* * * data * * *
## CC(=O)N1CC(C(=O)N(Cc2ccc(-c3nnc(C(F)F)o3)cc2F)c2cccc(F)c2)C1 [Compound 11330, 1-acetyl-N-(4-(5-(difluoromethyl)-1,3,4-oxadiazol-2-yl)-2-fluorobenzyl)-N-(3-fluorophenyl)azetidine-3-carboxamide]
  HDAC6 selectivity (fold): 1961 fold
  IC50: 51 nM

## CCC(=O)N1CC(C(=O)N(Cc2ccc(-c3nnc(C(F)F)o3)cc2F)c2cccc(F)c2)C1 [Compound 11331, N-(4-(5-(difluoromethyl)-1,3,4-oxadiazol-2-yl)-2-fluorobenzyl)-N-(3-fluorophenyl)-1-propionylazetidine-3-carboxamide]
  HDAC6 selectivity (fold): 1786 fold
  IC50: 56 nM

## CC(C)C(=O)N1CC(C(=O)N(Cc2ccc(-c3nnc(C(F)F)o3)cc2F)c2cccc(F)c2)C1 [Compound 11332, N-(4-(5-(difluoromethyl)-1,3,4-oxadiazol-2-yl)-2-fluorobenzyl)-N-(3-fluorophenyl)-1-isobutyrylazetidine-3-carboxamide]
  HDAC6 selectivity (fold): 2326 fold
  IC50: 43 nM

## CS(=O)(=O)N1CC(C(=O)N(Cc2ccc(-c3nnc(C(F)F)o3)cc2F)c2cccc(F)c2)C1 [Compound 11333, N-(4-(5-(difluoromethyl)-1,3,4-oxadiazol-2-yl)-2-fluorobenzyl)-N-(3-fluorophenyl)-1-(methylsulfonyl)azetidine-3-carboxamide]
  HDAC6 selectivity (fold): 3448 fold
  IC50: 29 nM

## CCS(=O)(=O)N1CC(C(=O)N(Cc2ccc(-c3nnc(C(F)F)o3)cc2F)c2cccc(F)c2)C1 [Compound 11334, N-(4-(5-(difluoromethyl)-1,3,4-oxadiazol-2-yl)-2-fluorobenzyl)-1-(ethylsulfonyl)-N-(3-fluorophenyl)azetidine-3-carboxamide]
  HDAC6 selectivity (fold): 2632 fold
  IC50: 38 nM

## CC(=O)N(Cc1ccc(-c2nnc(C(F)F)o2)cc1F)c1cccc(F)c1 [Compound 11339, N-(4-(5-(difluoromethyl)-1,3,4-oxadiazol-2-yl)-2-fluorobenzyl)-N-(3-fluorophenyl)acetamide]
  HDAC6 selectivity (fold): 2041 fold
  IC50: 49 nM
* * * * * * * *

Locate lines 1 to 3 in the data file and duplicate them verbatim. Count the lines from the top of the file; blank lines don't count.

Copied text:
## CC(=O)N1CC(C(=O)N(Cc2ccc(-c3nnc(C(F)F)o3)cc2F)c2cccc(F)c2)C1 [Compound 11330, 1-acetyl-N-(4-(5-(difluoromethyl)-1,3,4-oxadiazol-2-yl)-2-fluorobenzyl)-N-(3-fluorophenyl)azetidine-3-carboxamide]
  HDAC6 selectivity (fold): 1961 fold
  IC50: 51 nM